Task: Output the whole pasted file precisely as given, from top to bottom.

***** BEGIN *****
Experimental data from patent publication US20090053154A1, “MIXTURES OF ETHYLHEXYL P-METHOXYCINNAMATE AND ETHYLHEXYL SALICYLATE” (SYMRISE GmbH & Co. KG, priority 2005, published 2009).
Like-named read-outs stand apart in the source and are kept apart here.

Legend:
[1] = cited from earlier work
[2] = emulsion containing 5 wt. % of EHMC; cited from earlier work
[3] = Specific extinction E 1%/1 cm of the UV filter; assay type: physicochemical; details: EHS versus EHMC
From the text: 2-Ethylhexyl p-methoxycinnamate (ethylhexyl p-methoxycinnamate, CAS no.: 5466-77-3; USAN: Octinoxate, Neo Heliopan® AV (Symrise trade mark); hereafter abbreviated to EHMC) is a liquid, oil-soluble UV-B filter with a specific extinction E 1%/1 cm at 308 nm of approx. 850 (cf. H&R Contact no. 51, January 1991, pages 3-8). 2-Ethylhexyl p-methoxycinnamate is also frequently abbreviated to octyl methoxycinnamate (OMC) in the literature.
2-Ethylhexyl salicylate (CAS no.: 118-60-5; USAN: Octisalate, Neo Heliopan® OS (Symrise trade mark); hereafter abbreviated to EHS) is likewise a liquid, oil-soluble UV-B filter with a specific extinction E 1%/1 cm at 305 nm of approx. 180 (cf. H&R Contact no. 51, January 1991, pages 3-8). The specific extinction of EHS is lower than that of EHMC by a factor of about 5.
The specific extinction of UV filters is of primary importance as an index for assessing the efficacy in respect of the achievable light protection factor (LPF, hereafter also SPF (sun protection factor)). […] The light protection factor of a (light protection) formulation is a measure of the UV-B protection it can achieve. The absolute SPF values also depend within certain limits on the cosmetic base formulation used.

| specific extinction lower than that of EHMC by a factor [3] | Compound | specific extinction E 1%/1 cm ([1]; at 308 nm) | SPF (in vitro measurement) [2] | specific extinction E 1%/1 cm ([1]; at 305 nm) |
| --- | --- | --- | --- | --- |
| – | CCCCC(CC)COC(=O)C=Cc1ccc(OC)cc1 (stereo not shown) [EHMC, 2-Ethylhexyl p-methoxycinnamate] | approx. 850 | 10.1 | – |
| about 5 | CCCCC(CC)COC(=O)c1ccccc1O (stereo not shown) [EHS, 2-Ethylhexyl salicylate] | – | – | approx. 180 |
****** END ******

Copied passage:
Experimental data from patent publication US20090053154A1, “MIXTURES OF ETHYLHEXYL P-METHOXYCINNAMATE AND ETHYLHEXYL SALICYLATE” (SYMRISE GmbH & Co. KG, priority 2005, published 2009).
Like-named read-outs stand apart in the source and are kept apart here.

Legend:
[1] = cited from earlier work
[2] = emulsion containing 5 wt. % of EHMC; cited from earlier work
[3] = Specific extinction E 1%/1 cm of the UV filter; assay type: physicochemical; details: EHS versus EHMC
From the text: 2-Ethylhexyl p-methoxycinnamate (ethylhexyl p-methoxycinnamate, CAS no.: 5466-77-3; USAN: Octinoxate, Neo Heliopan® AV (Symrise trade mark); hereafter abbreviated to EHMC) is a liquid, oil-soluble UV-B filter with a specific extinction E 1%/1 cm at 308 nm of approx. 850 (cf. H&R Contact no. 51, January 1991, pages 3-8). 2-Ethylhexyl p-methoxycinnamate is also frequently abbreviated to octyl methoxycinnamate (OMC) in the literature.
2-Ethylhexyl salicylate (CAS no.: 118-60-5; USAN: Octisalate, Neo Heliopan® OS (Symrise trade mark); hereafter abbreviated to EHS) is likewise a liquid, oil-soluble UV-B filter with a specific extinction E 1%/1 cm at 305 nm of approx. 180 (cf. H&R Contact no. 51, January 1991, pages 3-8). The specific extinction of EHS is lower than that of EHMC by a factor of about 5.
The specific extinction of UV filters is of primary importance as an index for assessing the efficacy in respect of the achievable light protection factor (LPF, hereafter also SPF (sun protection factor)). […] The light protection factor of a (light protection) formulation is a measure of the UV-B protection it can achieve. The absolute SPF values also depend within certain limits on the cosmetic base formulation used.

| specific extinction lower than that of EHMC by a factor [3] | Compound | specific extinction E 1%/1 cm ([1]; at 308 nm) | SPF (in vitro measurement) [2] | specific extinction E 1%/1 cm ([1]; at 305 nm) |
| --- | --- | --- | --- | --- |
| – | CCCCC(CC)COC(=O)C=Cc1ccc(OC)cc1 (stereo not shown) [EHMC, 2-Ethylhexyl p-methoxycinnamate] | approx. 850 | 10.1 | – |
| about 5 | CCCCC(CC)COC(=O)c1ccccc1O (stereo not shown) [EHS, 2-Ethylhexyl salicylate] | – | – | approx. 180 |